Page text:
- Show empathy for the prospect
- Ask open-ended questions
- Counter the objection
- Check the prospect’s reaction
That he or she loves your competitor may be bad news, but the good news is that they’ve opened up the conversation. Now your rep just has to pull the strings of the dialogue in the right direction.
Here’s what they can say: “That’s great that things are going well for you with ABC Solutions. I’m just curious — what is it that you like about working with them?” It shows empathy and furthers the conversation with an open-ended question.
The answer will tell the rep how high the bar is set. Your company has to offer more value than ABC Solutions to gain the business. After all, it takes work to switch vendors. There has to be a good reason to go to all that trouble.
To counter the objection, your rep needs to be well prepared with what differentiates your solution and why that distinction is important to customers. Once the rep has relayed those unique benefits, they should determine how much they’ve moved the needle. They might say: “Do you think working with an integrated solution like the one we offer could help you to save time and resolve problems more rapidly?” The answer gives insight into the prospect’s reaction and may open up more dialogue.
Prepare Answers to Objections
Perhaps the most challenging part of the above framework is step three, “counter the objection.” When it comes to this critical stage in the conversation, you don’t want your reps to be tongue tied.
It’s likely, however, that your company receives the same or similar objections over and over. So there’s no reason any rep should have to come up with answers to them on the spur of the moment. Keep a list of common objections along with appropriate responses. Make sure your reps study and internalize those comebacks. Also, listen to calls to see where reps trip up and coach them until they are fluent and confident. Finally, ask sales people to note any new objections they hear to ensure your list is comprehensive.
Here are some common objections they should be ready to handle:
- Send Me Some Information
Why do prospects ask for information rather than staying on the phone with your reps? Often it’s because they feel like they will derive no value from the call, so they’re wasting their time and want to end it as quickly as possible.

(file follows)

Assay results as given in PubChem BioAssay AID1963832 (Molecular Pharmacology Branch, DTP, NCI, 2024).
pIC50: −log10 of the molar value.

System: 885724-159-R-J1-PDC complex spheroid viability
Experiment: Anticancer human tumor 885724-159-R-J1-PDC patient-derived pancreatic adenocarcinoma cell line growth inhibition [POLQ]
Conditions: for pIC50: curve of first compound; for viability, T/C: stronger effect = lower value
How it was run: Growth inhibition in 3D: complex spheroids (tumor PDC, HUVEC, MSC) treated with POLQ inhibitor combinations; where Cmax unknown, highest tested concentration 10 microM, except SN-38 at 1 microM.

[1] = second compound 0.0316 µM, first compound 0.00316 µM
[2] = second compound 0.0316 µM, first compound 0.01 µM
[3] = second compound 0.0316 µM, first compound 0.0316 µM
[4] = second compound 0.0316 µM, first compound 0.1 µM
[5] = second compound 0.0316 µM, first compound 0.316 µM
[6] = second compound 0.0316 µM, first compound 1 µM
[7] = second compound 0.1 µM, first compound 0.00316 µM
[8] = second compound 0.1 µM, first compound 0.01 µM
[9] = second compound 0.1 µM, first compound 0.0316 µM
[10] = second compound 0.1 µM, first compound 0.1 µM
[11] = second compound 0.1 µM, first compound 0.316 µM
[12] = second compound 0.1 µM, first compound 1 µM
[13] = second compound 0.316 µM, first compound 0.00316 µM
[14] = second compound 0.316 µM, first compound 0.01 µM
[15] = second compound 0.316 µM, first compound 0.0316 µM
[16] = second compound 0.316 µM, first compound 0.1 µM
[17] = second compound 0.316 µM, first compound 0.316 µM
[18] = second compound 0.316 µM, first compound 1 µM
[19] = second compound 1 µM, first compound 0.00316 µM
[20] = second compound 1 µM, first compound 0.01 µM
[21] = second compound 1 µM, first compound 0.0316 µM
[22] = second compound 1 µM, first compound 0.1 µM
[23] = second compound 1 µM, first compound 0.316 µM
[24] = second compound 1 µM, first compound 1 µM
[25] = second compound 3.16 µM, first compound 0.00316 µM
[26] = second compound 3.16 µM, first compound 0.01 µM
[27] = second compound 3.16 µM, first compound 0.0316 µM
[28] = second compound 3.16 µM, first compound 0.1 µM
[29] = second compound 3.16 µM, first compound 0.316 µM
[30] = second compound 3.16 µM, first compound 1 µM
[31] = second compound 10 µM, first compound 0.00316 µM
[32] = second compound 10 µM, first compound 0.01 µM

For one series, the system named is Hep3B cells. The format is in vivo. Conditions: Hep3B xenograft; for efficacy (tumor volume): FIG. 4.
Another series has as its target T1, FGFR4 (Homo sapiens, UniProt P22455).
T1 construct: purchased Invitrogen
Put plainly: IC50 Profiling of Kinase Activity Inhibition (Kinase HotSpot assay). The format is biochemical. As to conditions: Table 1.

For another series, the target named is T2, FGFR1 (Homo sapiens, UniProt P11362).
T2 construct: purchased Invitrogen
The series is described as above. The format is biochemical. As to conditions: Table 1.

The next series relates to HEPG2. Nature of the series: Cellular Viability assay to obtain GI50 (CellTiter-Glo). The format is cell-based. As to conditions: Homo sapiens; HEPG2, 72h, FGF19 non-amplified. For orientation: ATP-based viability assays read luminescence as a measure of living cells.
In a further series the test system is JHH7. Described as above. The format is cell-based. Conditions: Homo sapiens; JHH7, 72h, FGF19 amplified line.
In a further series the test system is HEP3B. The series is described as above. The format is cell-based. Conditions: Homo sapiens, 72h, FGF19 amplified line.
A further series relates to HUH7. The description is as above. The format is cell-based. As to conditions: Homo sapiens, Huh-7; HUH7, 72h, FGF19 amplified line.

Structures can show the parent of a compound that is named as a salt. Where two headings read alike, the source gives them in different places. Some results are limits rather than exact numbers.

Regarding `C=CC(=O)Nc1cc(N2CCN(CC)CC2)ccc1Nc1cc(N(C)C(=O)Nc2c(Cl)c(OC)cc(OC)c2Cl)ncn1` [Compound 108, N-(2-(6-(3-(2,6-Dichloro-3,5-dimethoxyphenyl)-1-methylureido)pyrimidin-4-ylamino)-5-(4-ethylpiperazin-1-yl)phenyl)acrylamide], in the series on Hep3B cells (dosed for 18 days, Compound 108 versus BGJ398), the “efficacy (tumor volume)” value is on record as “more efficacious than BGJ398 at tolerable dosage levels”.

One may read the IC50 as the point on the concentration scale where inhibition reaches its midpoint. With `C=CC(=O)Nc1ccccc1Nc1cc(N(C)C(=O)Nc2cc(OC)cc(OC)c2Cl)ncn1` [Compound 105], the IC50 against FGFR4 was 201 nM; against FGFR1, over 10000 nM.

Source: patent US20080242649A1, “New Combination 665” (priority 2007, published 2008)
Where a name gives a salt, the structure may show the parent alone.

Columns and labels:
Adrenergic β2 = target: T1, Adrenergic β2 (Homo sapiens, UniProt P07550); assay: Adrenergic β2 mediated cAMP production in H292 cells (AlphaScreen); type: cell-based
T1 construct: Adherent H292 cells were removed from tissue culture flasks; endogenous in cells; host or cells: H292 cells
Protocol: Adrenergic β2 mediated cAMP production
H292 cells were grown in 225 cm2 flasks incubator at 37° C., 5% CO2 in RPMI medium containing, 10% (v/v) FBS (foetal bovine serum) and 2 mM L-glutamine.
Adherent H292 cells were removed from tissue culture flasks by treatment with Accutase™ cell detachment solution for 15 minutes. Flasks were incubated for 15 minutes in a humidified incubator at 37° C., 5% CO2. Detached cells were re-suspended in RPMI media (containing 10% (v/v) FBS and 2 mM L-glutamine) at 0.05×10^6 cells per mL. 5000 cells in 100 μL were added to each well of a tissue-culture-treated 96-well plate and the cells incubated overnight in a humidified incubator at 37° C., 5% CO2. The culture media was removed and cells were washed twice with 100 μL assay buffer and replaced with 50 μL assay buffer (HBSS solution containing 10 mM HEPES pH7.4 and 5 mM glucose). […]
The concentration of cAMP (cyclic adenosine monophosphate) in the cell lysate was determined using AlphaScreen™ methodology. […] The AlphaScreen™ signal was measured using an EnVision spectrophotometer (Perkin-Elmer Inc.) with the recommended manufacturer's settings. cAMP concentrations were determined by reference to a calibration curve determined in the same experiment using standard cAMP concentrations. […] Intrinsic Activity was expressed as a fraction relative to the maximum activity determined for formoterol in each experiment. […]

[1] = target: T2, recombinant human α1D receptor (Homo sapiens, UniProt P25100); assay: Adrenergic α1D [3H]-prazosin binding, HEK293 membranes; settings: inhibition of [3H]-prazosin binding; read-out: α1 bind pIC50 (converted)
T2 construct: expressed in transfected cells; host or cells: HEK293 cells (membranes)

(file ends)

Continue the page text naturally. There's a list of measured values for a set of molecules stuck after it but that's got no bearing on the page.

That means your reps need to answer the prospect’s question “What’s in it for me?” as rapidly and powerfully as possible. They must focus on the benefits of your offering — what it can help your prospect to achieve and how it will make their life easier.
Your rep’s response to this request depends on at what point in the call the prospect introduces it. Let’s say your sales person has just made contact and has not had a chance to answer the burning question, “What’s in it for me?” Instead of going with the flow and promising to send sales materials or other information, your rep could say, “I’d like to take a moment to let you know how we could help you and then I’ll know what to send to you.” If they’re deeper into the conversation and have qualified the prospect, they can be even more assertive, saying “Based on what we’ve discussed, you’d likely be better off seeing a demo. Would you like to schedule one?”
- I Don’t Have Time
Many people want to procrastinate — they don’t have a minute to think about one more thing. While they might want to schedule a call next quarter, your rep doesn’t want to wait that long. The best way to take the pressure off is to let them know it won’t be a sales call. The objective is just to find out if your company can help them. You might say, “Can I set up a ten-minute call next week to show you how we can help save you time and prevent system slowdowns? If after the call, you think it’s worth pursuing, I’ll check in with you next quarter. If not, we can both move on.”
- I Need the CIO’s Approval
The need for someone higher up the chain of command to approve a purchase is a common problem. This objection, however, should not come up after you’ve spent months working with a prospect. By finding out early in the process who will be involved in the buying process, you should be able to avoid last-minute surprises. Once you know who the decision-makers are, you can engage with them all throughout the sales cycle.
- Your Services Cost too Much
Your reps will feel more confident dealing with price objections once they learn to turn them around into discussions about the value your service provides. They should also emphasize why clients will not be able achieve the same results with any other vendor. While brand name may influence how much you can charge, what’s far more important to the prospect is answering the question, “What’s in it for me?’ If your reps can do that well, you’ll be able to command the prices your company deserves.
- I’m Okay Right Now
Because change takes effort, there’s a tendency to become complacent and avoid it. When the main barrier to a sale is prospect complacency or inertia, your reps need to make the status quo uncomfortable. They can do so by creating fear of what could happen if the prospect fails to take action or providing a vision of the opportunities ahead if they make a change. Reps can, for example, share case studies that show how customers have increased their revenues or reduced their total cost of ownership by using your solution.
These are just a few examples of responses to objections. The key is to come up with your own. Each of your reps may have different approaches, so find out which ones work best and share them with your whole team. Then have your reps use the responses within the four-step framework for diffusing objections, and you’ll be well on your way to sales success.
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